Long-duration space mission
Thomas Pesquet is the 10th French astronaut to be assigned to a spaceflight, 6 years after Léopold Eyharts mission to install Europe’s Columbus microgravity research laboratory on the ISS. Aged 36, Thomas Pesquet was selected to join ESA’s European Astronaut Corps in 2009 from a field of 8,330 candidates. He has now been assigned to a long-duration mission aboard the ISS, scheduled to return to Earth in May 2017. The scientific experiments during Thomas’s mission aboard the ISS are expected to focus on research into human physiology, biology, materials and technology development.
Shortly before his mission departs, CNES’s PHARAO ultra-precise atomic clock will be installed on the station and then connected to other atomic clocks on Earth with a view to testing Einstein’s theory of relativity and further improving time-measurement accuracy. The much-awaited results of this experiment could make satellite navigation twice more precise than it is today, paving the way for even better geolocation services. Geneviève Fioraso, Minister for Higher Education and Research, commented: “The announcement of Thomas Pesquet’s flight is a source of great pride to France and its space agency CNES. Six years after the last flight by a French astronaut, Léopold Eyharts, in 2008, Thomas will be the next astronaut to fly our flag in space. With this flight, we are soon set to send our 10th astronaut into space, putting France in 3rd place behind the United States and Russia and thus perpetuating our fine national spaceflight tradition.”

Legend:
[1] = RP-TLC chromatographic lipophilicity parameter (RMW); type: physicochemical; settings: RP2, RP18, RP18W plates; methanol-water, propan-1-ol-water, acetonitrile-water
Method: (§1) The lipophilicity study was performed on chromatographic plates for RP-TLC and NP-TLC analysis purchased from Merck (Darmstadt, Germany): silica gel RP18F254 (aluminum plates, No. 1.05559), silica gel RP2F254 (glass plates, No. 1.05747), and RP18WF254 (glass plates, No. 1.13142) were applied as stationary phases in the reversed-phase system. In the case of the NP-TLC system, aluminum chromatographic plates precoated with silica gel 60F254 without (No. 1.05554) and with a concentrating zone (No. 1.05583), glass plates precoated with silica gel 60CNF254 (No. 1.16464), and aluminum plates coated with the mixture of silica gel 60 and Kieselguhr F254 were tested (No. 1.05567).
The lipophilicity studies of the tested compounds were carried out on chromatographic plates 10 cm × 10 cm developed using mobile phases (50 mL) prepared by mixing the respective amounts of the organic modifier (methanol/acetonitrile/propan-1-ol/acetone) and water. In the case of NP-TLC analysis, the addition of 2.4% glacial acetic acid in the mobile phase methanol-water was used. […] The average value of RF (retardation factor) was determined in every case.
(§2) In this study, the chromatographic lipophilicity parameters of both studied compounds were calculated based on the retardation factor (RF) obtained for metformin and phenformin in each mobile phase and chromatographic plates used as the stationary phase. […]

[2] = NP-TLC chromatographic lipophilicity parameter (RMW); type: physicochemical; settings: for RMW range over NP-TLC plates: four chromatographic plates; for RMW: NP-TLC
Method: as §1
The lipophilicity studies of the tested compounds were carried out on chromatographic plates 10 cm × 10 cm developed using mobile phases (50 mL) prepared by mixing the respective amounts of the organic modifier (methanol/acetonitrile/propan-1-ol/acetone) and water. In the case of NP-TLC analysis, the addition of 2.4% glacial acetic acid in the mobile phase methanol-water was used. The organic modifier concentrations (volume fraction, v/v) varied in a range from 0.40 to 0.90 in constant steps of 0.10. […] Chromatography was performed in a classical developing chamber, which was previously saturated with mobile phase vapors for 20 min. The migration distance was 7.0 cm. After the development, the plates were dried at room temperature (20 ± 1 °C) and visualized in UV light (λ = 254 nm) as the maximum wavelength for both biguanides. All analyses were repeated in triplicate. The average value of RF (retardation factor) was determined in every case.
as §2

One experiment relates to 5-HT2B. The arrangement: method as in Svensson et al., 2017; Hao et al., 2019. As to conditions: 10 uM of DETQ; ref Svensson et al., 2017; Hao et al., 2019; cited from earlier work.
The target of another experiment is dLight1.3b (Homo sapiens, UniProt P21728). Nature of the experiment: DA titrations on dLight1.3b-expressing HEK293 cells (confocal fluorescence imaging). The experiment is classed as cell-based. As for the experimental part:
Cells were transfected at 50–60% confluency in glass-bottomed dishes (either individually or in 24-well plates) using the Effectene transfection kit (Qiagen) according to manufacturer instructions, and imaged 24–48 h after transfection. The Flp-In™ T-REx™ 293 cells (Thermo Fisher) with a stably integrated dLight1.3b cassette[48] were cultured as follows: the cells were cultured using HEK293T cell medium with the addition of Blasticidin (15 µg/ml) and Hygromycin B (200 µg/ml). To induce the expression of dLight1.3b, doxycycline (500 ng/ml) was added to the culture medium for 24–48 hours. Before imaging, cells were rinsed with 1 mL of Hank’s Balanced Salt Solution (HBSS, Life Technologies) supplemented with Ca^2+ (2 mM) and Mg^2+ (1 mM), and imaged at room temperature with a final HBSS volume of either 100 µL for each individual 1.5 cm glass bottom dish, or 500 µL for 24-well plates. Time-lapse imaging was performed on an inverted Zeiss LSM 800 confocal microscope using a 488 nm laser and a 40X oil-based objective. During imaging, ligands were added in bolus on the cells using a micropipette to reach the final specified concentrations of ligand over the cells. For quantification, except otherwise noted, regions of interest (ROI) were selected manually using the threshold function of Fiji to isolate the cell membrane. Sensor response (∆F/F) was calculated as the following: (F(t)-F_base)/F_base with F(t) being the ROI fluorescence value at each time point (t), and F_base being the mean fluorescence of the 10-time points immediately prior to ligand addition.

“This is just the beginning of a new phase for me”
Thomas Pesquet’s flight marks the end of a first cycle for the latest recruits to our European Astronaut Corps, who have now all been assigned to a spaceflight mission. The fact that this was possible clearly confirms ESA’s reputation among the international partners on the ISS and the reputation of its astronauts among the global astronaut community,” said Jean-Jacques Dordain. “The flight experience gained by this new class of ESA astronauts will provide a solid foundation for the agency’s member states to build on and contribute to new international crewed space exploration missions.” Thomas Pesquet is already focused on his next goal: “I am happy to have been selected for this mission, but this is just the beginning of a whole new phase for me: I still have a lot of work to do and much to learn before departing for the space station. I will have fully accomplished my dream once I actually start working aboard the International Space Station.”
Thomas Pesquet was born in 1978 in Rouen. After graduating with a degree in aerospace engineering from ENSAE, the French national aerospace school in Toulouse, he worked from 2002 to 2004 at CNES in Toulouse before becoming an airline pilot. In May 2009, after a selection process lasting nearly one year and involving more than 8,330 candidates, Thomas Pesquet joined ESA’s European Astronaut Corps along with five other new astronauts. CNES is involved at several levels in ISS operations and in the science performed aboard the station. The European ATV station resupply vehicle is operated at the Toulouse Space Centre (CST) after launch from the Guiana Space Centre by Ariane 5. Many scientific instruments are also operated from the CADMOS centre at the CST. In addition, CNES has developed several key instruments for the ISS, including DECLIC for experiments in fluid and material physics, with NASA; CARDIOMED to study astronauts’ cardiovascular system, with Russia; and the PHARAO atomic clock with ESA. Lastly, CNES also helps to monitor and train astronauts through its MEDES space clinic and Novespace parabolic flight subsidiaries.